|Image source: Karen Anne Graeser at CES|
Homily for the Third Sunday of Easter
(Readings for today's Mass)
Audio for homily
The scene just before this story in today’s gospel
is the one we heard last Sunday
where the disciples, afraid for their lives,
were huddled together behind locked doors.
You’ll remember that the risen Jesus appeared to them
and Thomas became a believer.
Although the gospel doesn’t tell us, that must have been enough
for the fearful disciples to come out of hiding and –
well you can see what they did: they went back to work.
They were fishermen and they made their way back to “the office,”
-- back to the seashore.
Just days before this, their friend Jesus:
was acclaimed by the crowds with palm branches;
celebrated Passover as his last supper;
was betrayed by one of his closest followers;
was arrested, tried, and falsely found guilty;
was abandoned by his friends;
was mocked and tortured and crucified;
died; was buried; rose from the dead;
and appeared to his friends.
And after all this Peter says, “I’m going fishing.”
And we’ve pretty much done the same: in our prayer, song and worship.
Over the last couple of weeks
we’ve told and remembered and celebrated
the story of the last days of Jesus
and his suffering and death and resurrection.
And now we’ve gone back to work
or gone back to our day-to-day routine, whatever that might be,
whether we’re working or going to school,
whether we’re unemployed or retired.
We went back to business-as usual.
But the comparison between this gospel and our lives doesn’t end there.
As Jesus was standing on the shore, watching the disciples fish,
he’s been standing near each of us:
as we go off to work, off to school; as we continue a job hunt;
as we get ready for April vacation; as we keep our homes;
as we pass the days and nights of retirement…
Whatever our lot in life, whatever waters we sail or fish,
Jesus is standing on the shore, watching us,
caring for us even when we’ve forgotten him,
even when we’re totally oblivious to his presence --
he’s there, watching out for us...
And, as he did for his disciples on the shore,
he offers us his word, his counsel, his wisdom.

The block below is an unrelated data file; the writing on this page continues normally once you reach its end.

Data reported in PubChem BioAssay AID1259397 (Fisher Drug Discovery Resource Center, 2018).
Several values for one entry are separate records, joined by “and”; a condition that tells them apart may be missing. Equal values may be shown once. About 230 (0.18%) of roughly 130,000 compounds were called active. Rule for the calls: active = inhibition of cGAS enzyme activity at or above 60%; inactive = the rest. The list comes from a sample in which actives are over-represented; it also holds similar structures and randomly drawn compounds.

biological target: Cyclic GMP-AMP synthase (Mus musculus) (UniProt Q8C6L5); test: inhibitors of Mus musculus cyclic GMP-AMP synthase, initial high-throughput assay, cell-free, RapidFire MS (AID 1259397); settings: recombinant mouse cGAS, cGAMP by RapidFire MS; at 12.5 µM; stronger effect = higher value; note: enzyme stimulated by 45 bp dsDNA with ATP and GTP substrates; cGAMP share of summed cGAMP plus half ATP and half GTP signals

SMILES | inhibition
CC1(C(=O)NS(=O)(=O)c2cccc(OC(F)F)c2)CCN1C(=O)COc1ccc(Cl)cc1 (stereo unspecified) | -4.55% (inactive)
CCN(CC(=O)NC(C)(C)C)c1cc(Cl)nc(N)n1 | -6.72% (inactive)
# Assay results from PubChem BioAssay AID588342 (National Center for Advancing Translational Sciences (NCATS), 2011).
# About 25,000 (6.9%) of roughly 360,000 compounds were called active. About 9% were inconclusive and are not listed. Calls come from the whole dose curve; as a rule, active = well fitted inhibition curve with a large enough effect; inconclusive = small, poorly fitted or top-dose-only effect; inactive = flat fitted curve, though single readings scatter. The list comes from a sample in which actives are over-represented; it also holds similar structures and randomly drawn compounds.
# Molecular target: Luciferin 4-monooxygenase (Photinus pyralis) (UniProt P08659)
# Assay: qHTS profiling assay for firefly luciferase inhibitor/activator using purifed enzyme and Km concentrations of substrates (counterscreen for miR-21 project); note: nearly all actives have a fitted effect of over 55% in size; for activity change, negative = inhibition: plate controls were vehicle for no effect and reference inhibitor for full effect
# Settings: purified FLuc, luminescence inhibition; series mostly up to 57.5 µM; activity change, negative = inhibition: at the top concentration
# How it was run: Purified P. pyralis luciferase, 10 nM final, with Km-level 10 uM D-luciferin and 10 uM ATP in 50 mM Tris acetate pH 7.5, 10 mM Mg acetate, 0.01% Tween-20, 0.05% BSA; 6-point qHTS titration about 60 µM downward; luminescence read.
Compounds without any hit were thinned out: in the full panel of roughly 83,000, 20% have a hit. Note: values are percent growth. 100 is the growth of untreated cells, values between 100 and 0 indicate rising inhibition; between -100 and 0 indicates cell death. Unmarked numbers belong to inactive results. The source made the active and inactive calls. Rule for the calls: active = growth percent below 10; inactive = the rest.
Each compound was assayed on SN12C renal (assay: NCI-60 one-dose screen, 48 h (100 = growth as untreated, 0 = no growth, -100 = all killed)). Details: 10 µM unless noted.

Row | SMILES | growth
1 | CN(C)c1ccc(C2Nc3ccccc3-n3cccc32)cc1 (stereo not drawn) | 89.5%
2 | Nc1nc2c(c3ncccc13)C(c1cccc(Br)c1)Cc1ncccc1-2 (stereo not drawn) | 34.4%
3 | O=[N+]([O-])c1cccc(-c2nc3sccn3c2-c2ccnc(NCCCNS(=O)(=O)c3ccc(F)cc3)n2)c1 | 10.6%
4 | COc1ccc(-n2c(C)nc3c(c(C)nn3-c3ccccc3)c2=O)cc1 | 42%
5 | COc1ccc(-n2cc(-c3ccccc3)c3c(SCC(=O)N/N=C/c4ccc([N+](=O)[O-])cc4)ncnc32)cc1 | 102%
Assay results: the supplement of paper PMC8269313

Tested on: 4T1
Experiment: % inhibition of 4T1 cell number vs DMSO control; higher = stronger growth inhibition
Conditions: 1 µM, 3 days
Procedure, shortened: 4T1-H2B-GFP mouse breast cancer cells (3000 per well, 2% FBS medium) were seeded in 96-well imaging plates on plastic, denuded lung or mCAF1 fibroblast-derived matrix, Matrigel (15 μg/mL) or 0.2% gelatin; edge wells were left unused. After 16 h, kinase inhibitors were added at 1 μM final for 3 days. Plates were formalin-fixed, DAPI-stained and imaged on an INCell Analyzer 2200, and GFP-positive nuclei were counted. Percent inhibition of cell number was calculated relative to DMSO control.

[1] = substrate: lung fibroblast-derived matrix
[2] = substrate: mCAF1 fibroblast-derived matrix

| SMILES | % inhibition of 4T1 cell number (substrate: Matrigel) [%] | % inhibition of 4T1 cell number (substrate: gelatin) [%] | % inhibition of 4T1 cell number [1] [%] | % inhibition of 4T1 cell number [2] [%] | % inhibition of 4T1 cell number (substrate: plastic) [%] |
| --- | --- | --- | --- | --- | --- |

Sometimes his advice is simple, even if it’s difficult.
Sometimes his wisdom is common sense.
Sometimes his counsel is simply, “Hang in there. Try again.”
Isn’t that precisely the advice he offered his friends
whose nets were empty after a night of fishing?
“Try again. Try fishing from the other side of the boat. Try!”
Might we not imagine in our prayer how Jesus stands
on the shore of our lives, of our work, of our days and nights?
Isn’t it possible that the best answer to some of our problems
might be the simplest one – even if that’s the hardest one?
Jesus, who stands on the shore of our everyday lives,
Jesus wants to help us but more than that
he wants to be close to us and for us to be close to him.
He cooked up some breakfast on the beach for his disciples
and called them ashore to share what he had prepared for them.
Might we wonder:
what is Jesus preparing for you and for me?
Do we make the time to “come ashore” and join him on the beach?
Do we make time to leave work, leave the fishing,
and spend some time with him?
And, just as he did with Peter, Jesus looks into our eyes,
he looks into our hearts and he asks each one of us:
“Do you love me?”
I might answer, nervously, “Well, sure…”
And he asks again,
“But do you love me?”
And I might say, “Well, yes – that’s what I just said.”
But Jesus doesn’t tire of hearing of our love and so he asks again,
“Do you love me?”
And it might take three times or more
before we can answer from our hearts,
“Yes, Lord, I love you.
Even if I don’t always show it, I love you.”
And as he told Peter, he tells us:
“Then show me your love. Do something with your love for me.
Care for others. Tend to others’ needs. Feed others’ hungers.
If you love me, follow me.
Stay close by my side as I stay close by yours…”
Since Easter we’ve gone back to school, back to work, back to our homes.
And on the shores of our lives, Jesus stands there
watching over us, calling to us, offering us his counsel,
preparing something to share with us
and calling us to draw near to him, asking us if we love him.
At this table, the Lord not only feeds us,
he nourishes us with his life, his Body and Blood in the Eucharist.
Even if we’ve already forgotten the story of his suffering and death,
the sacrifice of the Cross is offered for us here on the altar:
his Body broken again for us, his Blood poured out again for us.
Here, in this place, he stands on the shore of our lives
and asks us, each of us,
“Do you love me?”
And we tell him, “Yes, Lord, we love you.”
And he says,
“Then care for one another – and follow me…”
And just in case you'd like to sing this one more time...
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